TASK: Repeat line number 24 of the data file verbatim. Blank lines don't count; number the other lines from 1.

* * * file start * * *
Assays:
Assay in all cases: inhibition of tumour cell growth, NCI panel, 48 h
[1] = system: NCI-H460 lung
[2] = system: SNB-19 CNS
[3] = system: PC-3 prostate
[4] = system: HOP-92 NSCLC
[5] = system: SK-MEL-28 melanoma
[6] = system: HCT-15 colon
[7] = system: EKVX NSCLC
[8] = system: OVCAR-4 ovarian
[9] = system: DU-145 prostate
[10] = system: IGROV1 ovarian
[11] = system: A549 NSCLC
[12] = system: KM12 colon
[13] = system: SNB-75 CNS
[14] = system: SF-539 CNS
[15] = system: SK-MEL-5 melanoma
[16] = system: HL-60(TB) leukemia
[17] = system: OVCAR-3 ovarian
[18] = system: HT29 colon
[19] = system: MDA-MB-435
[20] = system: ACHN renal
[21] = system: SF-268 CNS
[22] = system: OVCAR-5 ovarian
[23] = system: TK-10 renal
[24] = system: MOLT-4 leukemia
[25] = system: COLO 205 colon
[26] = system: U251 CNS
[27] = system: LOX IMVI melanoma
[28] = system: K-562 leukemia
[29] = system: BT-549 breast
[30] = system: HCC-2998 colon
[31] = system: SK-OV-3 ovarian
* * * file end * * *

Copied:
[22] = system: OVCAR-5 ovarian